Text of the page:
Since 2014, the organization has doubled its operating budget, which was $1.4 million in 2017-18. The staff has tripled to 22 full-time employees and several intern volunteers. Victim Services opened a satellite office in Somerset in 2014.

In Somerset and Cambria counties during fiscal year 2016-17, Victim Services served 1,089 people, including 905 victims of sexual assault and 184 victims of other violent crimes. The number of those served was up by 100 from 2016 and is expected to increase by another 100 this year, according to Michael Oliver, the group’s executive director.

Since July, Victim Services has seen more than 1,500 clients, Cook said from her office in Somerset.

“You can only imagine the numbers of people who have been sexually assaulted in the state . . . just staggering, staggering,” Cook said.

Passing the torch

Danchanko left the executive director position after seven years to do other community-oriented work and is now the executive director of Highlands Health, formerly known as the Johnstown Free Medical Clinic. Danchanko was followed by Wanda Vavrek, who took the position in 1990. Oliver was hired as executive director in 2014.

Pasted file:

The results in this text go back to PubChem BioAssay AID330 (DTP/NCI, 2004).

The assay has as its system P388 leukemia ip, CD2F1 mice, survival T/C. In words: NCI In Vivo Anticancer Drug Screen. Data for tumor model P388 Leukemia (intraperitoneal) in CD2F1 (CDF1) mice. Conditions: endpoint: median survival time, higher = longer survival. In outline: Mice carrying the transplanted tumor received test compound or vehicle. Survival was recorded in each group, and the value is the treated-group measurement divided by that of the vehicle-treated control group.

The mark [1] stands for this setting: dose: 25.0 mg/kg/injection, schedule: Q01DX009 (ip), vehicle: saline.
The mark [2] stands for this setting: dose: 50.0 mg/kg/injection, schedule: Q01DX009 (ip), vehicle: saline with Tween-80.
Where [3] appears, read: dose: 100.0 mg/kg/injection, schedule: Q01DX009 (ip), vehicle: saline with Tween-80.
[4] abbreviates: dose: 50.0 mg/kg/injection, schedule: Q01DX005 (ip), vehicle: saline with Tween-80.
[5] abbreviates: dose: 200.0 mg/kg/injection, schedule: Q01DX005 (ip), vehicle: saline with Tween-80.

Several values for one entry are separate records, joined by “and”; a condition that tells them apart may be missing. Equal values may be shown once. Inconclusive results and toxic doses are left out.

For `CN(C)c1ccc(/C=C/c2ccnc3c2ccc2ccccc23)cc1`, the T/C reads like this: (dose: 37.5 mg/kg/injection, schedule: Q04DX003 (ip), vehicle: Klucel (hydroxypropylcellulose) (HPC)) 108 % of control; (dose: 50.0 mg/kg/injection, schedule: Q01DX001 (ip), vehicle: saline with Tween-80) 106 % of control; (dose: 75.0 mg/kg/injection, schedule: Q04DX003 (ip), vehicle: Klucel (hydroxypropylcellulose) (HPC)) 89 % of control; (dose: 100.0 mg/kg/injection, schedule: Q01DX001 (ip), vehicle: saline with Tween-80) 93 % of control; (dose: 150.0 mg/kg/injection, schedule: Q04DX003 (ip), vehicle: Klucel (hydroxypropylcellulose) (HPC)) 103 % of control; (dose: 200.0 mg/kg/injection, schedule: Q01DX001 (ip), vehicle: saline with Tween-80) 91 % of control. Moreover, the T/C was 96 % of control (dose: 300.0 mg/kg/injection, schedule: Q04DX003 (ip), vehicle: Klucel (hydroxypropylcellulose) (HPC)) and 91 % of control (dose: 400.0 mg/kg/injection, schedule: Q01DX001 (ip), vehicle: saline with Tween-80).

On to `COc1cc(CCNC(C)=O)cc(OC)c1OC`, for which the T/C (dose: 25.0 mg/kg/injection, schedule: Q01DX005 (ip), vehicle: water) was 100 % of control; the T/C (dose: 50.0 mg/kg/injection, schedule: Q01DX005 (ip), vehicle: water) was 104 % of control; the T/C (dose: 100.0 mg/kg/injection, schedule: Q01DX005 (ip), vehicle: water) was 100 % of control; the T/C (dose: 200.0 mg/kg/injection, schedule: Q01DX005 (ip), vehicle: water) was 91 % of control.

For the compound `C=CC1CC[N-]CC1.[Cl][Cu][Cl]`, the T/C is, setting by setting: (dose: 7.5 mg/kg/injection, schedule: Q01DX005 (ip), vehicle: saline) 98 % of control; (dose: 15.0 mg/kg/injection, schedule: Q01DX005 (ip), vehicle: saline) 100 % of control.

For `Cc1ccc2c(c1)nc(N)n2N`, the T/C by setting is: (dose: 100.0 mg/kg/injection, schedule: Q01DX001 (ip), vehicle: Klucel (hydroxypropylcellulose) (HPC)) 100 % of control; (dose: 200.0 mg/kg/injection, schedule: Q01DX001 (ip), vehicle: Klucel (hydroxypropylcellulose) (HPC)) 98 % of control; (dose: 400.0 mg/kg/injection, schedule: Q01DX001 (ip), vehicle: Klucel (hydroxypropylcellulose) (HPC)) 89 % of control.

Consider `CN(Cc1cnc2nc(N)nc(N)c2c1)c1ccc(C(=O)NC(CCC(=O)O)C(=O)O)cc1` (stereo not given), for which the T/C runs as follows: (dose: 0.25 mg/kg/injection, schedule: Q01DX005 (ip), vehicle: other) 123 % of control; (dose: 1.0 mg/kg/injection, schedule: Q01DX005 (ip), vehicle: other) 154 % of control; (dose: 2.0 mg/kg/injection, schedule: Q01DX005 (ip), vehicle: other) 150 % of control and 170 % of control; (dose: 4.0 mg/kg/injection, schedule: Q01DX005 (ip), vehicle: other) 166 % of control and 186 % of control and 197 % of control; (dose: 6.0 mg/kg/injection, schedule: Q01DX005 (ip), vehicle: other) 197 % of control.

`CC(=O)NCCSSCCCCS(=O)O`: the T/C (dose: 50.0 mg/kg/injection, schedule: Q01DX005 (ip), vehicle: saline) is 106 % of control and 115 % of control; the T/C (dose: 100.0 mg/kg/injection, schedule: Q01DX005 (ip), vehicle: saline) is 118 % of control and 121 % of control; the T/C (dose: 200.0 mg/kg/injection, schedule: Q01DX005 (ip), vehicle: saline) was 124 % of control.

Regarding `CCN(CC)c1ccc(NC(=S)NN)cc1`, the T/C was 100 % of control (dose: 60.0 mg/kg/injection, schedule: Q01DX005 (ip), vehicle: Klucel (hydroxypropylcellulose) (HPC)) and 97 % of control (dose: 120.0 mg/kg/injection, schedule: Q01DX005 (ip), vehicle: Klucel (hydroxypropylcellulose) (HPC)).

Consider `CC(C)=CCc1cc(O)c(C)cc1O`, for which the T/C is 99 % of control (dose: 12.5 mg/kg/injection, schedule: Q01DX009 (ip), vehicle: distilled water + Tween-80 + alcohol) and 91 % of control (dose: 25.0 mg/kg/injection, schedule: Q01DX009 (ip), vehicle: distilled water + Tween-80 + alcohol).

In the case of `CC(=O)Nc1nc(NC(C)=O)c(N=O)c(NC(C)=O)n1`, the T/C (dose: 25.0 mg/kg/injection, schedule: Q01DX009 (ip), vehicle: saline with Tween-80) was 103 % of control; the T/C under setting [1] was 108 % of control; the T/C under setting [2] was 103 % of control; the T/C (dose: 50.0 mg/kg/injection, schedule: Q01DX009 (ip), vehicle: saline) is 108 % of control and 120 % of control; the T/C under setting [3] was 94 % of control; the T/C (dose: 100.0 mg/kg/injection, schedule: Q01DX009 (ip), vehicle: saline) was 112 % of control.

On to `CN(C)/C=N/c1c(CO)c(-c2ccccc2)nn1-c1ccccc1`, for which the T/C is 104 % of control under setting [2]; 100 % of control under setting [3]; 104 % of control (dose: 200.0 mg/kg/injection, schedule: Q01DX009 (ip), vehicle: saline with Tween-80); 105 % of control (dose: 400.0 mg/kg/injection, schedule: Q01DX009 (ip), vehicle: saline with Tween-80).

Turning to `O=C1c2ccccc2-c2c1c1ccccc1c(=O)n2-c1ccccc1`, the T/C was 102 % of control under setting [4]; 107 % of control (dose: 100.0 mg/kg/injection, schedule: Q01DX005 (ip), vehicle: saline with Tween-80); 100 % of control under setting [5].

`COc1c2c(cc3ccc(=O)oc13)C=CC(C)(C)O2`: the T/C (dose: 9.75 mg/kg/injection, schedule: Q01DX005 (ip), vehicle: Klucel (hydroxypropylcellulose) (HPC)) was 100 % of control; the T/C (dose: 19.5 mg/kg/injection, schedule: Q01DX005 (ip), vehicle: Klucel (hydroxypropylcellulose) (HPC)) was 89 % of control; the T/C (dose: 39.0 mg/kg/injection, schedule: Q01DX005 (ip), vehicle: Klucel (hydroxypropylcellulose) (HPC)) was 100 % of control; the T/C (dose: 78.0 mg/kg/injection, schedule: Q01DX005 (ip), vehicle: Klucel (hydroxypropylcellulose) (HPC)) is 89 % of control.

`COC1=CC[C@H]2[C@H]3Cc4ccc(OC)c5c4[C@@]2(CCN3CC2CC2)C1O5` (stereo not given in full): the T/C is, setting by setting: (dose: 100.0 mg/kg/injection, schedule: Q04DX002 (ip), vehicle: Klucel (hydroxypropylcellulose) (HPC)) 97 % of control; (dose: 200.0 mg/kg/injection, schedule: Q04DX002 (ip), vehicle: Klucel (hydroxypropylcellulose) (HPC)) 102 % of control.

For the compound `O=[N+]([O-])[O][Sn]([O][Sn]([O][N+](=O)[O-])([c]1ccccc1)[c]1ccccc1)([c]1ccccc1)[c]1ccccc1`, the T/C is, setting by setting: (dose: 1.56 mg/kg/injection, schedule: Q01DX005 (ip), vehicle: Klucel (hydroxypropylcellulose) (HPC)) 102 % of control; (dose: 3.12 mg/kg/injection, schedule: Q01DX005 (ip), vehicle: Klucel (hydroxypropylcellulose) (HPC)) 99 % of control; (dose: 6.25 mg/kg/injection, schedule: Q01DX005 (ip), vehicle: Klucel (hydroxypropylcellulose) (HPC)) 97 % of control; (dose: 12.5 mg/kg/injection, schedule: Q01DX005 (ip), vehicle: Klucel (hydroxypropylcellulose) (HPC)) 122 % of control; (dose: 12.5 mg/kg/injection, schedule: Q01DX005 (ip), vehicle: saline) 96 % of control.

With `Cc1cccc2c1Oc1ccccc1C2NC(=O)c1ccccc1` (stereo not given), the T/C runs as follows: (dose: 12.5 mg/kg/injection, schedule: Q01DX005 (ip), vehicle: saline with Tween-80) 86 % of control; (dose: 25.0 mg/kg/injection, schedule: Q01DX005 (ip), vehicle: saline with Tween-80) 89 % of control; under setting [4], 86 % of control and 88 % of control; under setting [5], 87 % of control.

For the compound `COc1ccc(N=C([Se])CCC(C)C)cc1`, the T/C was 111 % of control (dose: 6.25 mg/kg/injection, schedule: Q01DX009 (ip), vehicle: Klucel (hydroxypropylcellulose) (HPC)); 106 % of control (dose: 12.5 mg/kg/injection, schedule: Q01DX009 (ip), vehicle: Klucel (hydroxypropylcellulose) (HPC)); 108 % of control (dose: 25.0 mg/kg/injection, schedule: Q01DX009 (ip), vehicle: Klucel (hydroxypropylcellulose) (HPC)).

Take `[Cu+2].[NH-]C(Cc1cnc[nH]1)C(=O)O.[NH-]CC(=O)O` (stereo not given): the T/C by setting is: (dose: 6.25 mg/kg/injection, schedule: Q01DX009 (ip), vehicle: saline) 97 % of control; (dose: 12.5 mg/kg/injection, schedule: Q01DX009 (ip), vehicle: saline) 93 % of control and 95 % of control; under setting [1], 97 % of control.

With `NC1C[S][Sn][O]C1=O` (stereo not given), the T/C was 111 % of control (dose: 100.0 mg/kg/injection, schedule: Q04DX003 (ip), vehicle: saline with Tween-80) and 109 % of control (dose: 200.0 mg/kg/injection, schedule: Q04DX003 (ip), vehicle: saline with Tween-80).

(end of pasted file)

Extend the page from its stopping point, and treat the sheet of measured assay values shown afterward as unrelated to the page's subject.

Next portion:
“I found a very dedicated, mission-driven staff,” Oliver said. “I knew we could take it forward.”

Cook is one of those. She was awarded the prestigious 2017 Governor’s Victim Services Pathfinder Award. She heads the Somerset County Sexual Assault Response Team for Victim Services and is the organization’s victim compensation coordinator. She also is a certified trauma practitioner and homicide intervention specialist, but she prefers her most recent title of senior counselor.

“It is time for justice,” Cook said. “It is time for those people to have their voice. Do we want generations of our children, our grandchildren, our great-grandchildren living in a society like this where it is OK to abuse women or men?”

She and the other members of the Victim Services team have seen a change over the years in the numbers of people coming forward.

“Way back when, even though we were here, not a lot of people knew about it. We were one of those agencies you didn’t know about until you needed us,” Cook said. “Now, everybody knows we are here. Everybody knows what we do. It gives them someplace to go. It gives them an outlet for support. It gives them hope.”